Recent events in Florida perpetuate the perennial conflict between church and state, or more specifically, that between church and school. In Clay County, Florida, Pastor Ron Baker of the Russell Baptist Church in Green Cove Springs has been holding prayer meetings around the flagpoles at Clay County’s four schools, commonly at 8:15 AM, which is apparently during school hours. The point of this timing would seem to be to involve students and even school staff. Prayers around school flagpoles are nothing new, but before dissecting this latest battle in the church/state war, it may be worthwhile to explore several pertinent facts.
Despite the earnest protestations of some, prayer has not been “removed” from America’s public schools. As the old saw goes, as long as there is algebra, there will always be prayer in the schools.
In the 1962 US Supreme Court decision in Engel v. Vitale, the conflict was over a state written and mandated prayer imposed each day on New York school children. The Court found that mandate to be a violation of the establishment clause of the First Amendment. Some will no doubt argue with indignation that the phrase “wall of separation between church and state” does not appear in the Constitution and they are correct—as far as it goes. However, if they know the origin of that phrase, they are being misleading at best.
In 1802, A Baptist congregation in Danbury, Connecticut was embroiled in a tax dispute with their community. They wrote a letter to Jefferson, the man most associated with the law relating to religious liberty, asking what the Founders intended in the establishment of the First Amendment. In a January 1, 1802 reply, Jefferson wrote that their intent was “building a wall of separation between church & state.” The application of that intention (and its limitations) has been debated since.
In the public schools, the application is badly misunderstood, but ironically simple. School officials—teachers among them—may not proselytize, may not require students to participate in any religious observance such as prayers, and may not lead such religious observances. However, as long as their behavior is not disruptive or inappropriate, students and staff may pray, read the Bible, and in other ways observe their faith.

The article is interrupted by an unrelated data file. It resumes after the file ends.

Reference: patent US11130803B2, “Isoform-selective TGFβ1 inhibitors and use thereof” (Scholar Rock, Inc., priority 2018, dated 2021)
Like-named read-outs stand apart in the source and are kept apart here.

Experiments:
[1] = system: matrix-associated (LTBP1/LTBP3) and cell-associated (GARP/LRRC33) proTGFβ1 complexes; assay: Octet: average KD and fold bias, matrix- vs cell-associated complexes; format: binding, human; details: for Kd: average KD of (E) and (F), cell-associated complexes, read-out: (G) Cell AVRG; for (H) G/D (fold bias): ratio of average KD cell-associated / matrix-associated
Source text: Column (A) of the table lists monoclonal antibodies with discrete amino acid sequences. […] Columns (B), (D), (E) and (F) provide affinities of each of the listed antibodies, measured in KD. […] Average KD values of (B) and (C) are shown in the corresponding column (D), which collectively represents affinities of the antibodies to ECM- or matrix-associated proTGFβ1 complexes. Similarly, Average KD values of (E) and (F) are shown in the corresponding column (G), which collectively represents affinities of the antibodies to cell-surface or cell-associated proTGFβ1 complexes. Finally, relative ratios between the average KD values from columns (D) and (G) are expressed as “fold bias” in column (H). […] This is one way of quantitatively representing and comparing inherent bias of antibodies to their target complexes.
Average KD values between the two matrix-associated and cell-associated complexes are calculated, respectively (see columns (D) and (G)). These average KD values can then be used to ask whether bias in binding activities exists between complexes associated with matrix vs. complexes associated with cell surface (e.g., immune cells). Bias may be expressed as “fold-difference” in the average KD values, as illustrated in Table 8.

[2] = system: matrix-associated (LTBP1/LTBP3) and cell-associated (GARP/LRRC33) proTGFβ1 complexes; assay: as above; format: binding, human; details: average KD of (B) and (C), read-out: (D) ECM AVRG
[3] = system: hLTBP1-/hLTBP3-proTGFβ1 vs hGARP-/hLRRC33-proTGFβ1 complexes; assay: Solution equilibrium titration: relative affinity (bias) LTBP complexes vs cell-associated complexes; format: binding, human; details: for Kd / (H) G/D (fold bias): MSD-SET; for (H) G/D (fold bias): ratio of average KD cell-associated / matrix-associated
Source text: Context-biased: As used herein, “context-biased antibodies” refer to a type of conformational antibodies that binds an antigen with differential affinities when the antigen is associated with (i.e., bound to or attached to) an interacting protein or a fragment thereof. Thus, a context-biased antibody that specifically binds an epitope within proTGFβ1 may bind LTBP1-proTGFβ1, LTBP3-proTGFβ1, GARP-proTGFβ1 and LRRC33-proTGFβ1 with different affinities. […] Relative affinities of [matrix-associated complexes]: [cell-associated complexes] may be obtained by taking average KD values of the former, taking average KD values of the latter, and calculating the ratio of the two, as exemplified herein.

What would be inappropriate or disruptive? Leaping up during class to call down God’s wrath on an “evil” English teacher. Insisting on reading the Bible when a class is doing other work. Putting down a prayer rug, facing Mecca and loudly praying during social studies, or anything else that disrupts the order of a school or undermines the ability of teachers to provide a proper environment for learning. Quietly praying before a meal, discussing faith between classes or at lunch, holding a Bible study or praying at a flagpole before school hours or similarly non-disruptive acts are obviously constitutional and reasonable. Teachers may also discuss the history and beliefs of various sects and of course, include discussion of verses from the Bible and other works in their classes. It’s virtually impossible to properly teach history, social studies or literature without such practices.
This, I hope, is a non-controversial proposition: teachers must have the authority to establish and maintain an environment conductive to learning, free from the whims of outside interests and the misbehavior of students.
Tina Korbe at Hot Air, with whom I routinely agree, has waded into these turbulent waters, surprisingly on the side of Pastor Baker. Or perhaps I shouldn’t be surprised as some conservatives tend to reflexively side with faith against public schools. Korbe writes:
Where exactly does it say in the Constitution that government employees aren’t allowed to join a prayer session? If I remember rightly, it actually says, “Congress should make no law respecting an establishment of religion, or prohibiting the free exercise thereof.” In general, the courts have held that the free exercise clause covers religiously motivated actions and not just internal belief, so wouldn’t a prayer session count as “the free exercise” of religion? And how is “prayer session” even defined? Does it extend to personal prayers, prayed soundlessly in the stress of a school day? It’s unconstitutional for the government to force employees to pray — but the Constitution certainly doesn’t forbid them from doing so. Perhaps the school board simply means to imply the government isn’t paying employees to pray; it’s paying them to work — and a case could be made for that, I suppose.